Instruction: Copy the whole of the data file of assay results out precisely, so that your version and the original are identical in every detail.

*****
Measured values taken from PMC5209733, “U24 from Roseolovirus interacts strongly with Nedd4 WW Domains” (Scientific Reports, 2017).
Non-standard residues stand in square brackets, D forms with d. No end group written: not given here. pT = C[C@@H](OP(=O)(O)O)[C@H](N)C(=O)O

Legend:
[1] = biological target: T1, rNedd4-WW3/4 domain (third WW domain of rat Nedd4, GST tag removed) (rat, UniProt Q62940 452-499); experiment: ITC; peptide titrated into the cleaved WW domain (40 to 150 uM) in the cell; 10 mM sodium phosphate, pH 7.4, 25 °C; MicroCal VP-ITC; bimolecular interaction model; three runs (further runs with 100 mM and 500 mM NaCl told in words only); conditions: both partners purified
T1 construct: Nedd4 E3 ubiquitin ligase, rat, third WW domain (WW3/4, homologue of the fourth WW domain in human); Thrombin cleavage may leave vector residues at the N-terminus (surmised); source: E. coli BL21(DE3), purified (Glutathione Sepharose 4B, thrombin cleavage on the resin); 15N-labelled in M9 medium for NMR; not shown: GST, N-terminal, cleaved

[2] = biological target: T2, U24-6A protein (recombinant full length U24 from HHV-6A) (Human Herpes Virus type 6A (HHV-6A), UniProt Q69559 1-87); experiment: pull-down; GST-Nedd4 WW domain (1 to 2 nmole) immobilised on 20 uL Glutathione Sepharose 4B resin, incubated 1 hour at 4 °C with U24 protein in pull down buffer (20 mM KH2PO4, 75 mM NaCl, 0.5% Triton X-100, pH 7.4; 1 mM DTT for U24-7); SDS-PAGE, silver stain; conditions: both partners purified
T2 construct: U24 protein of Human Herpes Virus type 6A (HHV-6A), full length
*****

Measured values taken from PMC5209733, “U24 from Roseolovirus interacts strongly with Nedd4 WW Domains” (Scientific Reports, 2017).
Non-standard residues stand in square brackets, D forms with d. No end group written: not given here. pT = C[C@@H](OP(=O)(O)O)[C@H](N)C(=O)O

Legend:
[1] = biological target: T1, rNedd4-WW3/4 domain (third WW domain of rat Nedd4, GST tag removed) (rat, UniProt Q62940 452-499); experiment: ITC; peptide titrated into the cleaved WW domain (40 to 150 uM) in the cell; 10 mM sodium phosphate, pH 7.4, 25 °C; MicroCal VP-ITC; bimolecular interaction model; three runs (further runs with 100 mM and 500 mM NaCl told in words only); conditions: both partners purified
T1 construct: Nedd4 E3 ubiquitin ligase, rat, third WW domain (WW3/4, homologue of the fourth WW domain in human); Thrombin cleavage may leave vector residues at the N-terminus (surmised); source: E. coli BL21(DE3), purified (Glutathione Sepharose 4B, thrombin cleavage on the resin); 15N-labelled in M9 medium for NMR; not shown: GST, N-terminal, cleaved

[2] = biological target: T2, U24-6A protein (recombinant full length U24 from HHV-6A) (Human Herpes Virus type 6A (HHV-6A), UniProt Q69559 1-87); experiment: pull-down; GST-Nedd4 WW domain (1 to 2 nmole) immobilised on 20 uL Glutathione Sepharose 4B resin, incubated 1 hour at 4 °C with U24 protein in pull down buffer (20 mM KH2PO4, 75 mM NaCl, 0.5% Triton X-100, pH 7.4; 1 mM DTT for U24-7); SDS-PAGE, silver stain; conditions: both partners purified
T2 construct: U24 protein of Human Herpes Virus type 6A (HHV-6A), full length